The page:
Nima: I can’t imagine why the work on epidemics would be relevant today, but I’m sure somehow it will resonate in some way. This has been so fantastic. I think that’s a great place to leave it. We have been speaking with Benjamin Madley, associate professor of History and American Indian Studies at UCLA. He has written dozens of articles and book chapters appearing in journals such as The American Historical Review, California History, and the Journal of Genocide Research. He is also the author of the award winning book An American Genocide: The United States and the California Indian Catastrophe, 1846–1873, which was published by Yale University Press. Benjamin, thank you so much, again, for joining us today on Citations Needed.

Benjamin Madley: Thank you.


Adam: I think, you know, we had Josie Duffy Rice on a few weeks ago talking about the contemporaneous media reports that whitewashed and soft peddled what was basically a prison for youth in Alabama in the 1950s, ’60s and ’70s, and she asked the question, and this is one of the sort of great questions that comes up a lot on our show, which is, is bad media worse than no media?

Nima: Right.

Adam: And she kind of made the argument that bad media is preferable.

Nima: Because that at least exists and you can analyze it, right? There’s not just a total silence, but also, right.

Adam: Sure, you know, but then again, you could ask yourself, in the question of the California genocide, the extent to which the media really did help lay the groundwork for genocide. But would that genocide have happened anyway or were they just kind of providing the moral lubricant for the masses and for those back East? Because, like you said, some of the coverage was relatively decent, right? But some were just outright like, ‘Hey, these people are savages, come and do what you want,’ and so it’s one of these things when you’re reading it, you’re like, oh, clearly, you have thousands of people being killed at once under very dubious pretenses. There’s not really any way any rational person can say this as a defensive war, right? And so that requires, one of the great recurring themes of the show that I’m fascinated with and you’re fascinated with, which is like, how do you get otherwise moral people to do immoral things?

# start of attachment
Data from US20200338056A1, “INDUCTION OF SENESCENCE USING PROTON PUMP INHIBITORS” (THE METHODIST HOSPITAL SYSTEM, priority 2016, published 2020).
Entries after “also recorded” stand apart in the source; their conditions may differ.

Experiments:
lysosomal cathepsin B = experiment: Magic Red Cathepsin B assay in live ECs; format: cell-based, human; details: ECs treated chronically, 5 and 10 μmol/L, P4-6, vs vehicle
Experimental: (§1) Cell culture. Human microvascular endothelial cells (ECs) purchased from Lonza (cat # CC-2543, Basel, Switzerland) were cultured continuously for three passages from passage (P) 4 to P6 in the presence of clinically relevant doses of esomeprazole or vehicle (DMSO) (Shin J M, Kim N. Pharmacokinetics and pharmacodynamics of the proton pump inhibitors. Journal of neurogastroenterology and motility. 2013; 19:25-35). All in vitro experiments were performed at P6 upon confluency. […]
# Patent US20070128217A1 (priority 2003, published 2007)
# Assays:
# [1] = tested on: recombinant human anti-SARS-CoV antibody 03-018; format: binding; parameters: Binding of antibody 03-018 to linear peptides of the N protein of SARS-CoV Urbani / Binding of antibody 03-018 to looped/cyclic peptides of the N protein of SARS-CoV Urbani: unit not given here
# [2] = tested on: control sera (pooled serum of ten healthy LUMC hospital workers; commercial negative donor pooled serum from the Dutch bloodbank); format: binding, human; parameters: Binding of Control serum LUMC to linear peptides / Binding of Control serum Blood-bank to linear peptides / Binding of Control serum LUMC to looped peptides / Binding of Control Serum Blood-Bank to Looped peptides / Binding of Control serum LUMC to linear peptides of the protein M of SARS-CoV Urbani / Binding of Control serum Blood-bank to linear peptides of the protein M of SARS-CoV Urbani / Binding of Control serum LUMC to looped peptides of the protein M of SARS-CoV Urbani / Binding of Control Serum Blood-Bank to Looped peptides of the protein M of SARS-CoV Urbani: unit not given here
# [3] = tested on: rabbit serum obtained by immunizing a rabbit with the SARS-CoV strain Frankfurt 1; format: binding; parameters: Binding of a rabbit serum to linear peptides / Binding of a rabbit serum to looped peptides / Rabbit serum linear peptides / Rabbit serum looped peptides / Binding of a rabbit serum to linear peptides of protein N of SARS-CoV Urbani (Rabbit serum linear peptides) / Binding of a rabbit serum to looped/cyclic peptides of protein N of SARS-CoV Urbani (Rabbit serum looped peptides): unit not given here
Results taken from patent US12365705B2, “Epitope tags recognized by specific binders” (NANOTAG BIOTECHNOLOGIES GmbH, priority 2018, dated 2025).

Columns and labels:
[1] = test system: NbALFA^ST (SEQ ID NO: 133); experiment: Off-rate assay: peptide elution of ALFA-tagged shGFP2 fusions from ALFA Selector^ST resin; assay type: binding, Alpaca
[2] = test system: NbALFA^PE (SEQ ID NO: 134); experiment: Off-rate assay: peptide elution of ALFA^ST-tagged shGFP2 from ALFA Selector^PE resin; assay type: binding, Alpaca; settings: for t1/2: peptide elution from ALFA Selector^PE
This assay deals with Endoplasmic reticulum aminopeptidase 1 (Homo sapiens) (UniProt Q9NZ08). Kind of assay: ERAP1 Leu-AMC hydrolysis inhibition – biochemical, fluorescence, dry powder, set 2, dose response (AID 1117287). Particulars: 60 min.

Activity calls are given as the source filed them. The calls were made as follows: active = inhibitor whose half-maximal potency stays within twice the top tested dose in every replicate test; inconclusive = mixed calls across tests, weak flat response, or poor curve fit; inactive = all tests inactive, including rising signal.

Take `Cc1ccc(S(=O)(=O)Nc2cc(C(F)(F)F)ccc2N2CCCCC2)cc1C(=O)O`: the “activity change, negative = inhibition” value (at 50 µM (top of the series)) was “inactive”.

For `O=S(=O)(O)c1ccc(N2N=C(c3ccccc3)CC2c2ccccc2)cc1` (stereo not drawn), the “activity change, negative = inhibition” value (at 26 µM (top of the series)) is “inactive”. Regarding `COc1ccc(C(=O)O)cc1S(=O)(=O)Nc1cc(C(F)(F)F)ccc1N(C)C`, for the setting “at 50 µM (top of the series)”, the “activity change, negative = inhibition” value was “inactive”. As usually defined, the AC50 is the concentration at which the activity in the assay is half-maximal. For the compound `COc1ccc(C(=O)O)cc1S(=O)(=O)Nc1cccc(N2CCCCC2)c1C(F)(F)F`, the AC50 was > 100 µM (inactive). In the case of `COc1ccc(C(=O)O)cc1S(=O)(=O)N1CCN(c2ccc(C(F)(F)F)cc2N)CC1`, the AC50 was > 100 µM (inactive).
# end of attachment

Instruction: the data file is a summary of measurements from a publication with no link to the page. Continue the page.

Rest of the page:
Nima: Sure.

Adam: You obviously, you have a kind of steady state of racism and moral superiority, but you kind of need an extra oomph, and one of those extra oomphs is this idea of like, ‘Oh, the white man is under attack by the savage race,’ ‘They weren’t using the land,’ all these tropes, which makes it so people can see thousands and thousands of people die and go, ‘Oh well they had it coming.’

Nima: Right. It’s not just the dehumanization, it’s the moral justification of reclamation or nobility in your colonialism, in your patronage, as white settlers, to be better stewards of the land than the Native people that you are displacing, that you are murdering, on purpose, but then laying that groundwork, and not only laying the groundwork through political rhetoric or through military conquest, but actually having this allegedly disinterested media voice create those justifications in print, you know, not just because the printing press is powerful, but because when you kind of have that seemingly disinterested, objective voice, it’s not the editorial voice of the US government for manifest destiny, it is then journalists report on things, but also using the justification of white supremacy, of colonialist genocide, to then spread the justification around through the publication of this so that you kind of launder the dehumanization through something other than simply just being murderous assholes.